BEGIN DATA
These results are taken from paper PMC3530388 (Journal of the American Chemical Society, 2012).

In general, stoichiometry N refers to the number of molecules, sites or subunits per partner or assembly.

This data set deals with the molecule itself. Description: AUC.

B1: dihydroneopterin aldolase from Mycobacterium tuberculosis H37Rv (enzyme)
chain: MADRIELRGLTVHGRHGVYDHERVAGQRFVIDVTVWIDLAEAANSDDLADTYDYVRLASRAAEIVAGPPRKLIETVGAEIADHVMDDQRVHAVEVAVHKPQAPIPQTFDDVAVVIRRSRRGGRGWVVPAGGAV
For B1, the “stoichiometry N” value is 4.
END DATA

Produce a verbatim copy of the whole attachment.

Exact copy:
These results are taken from paper PMC3530388 (Journal of the American Chemical Society, 2012).

In general, stoichiometry N refers to the number of molecules, sites or subunits per partner or assembly.

This data set deals with the molecule itself. Description: AUC.

B1: dihydroneopterin aldolase from Mycobacterium tuberculosis H37Rv (enzyme)
chain: MADRIELRGLTVHGRHGVYDHERVAGQRFVIDVTVWIDLAEAANSDDLADTYDYVRLASRAAEIVAGPPRKLIETVGAEIADHVMDDQRVHAVEVAVHKPQAPIPQTFDDVAVVIRRSRRGGRGWVVPAGGAV
For B1, the “stoichiometry N” value is 4.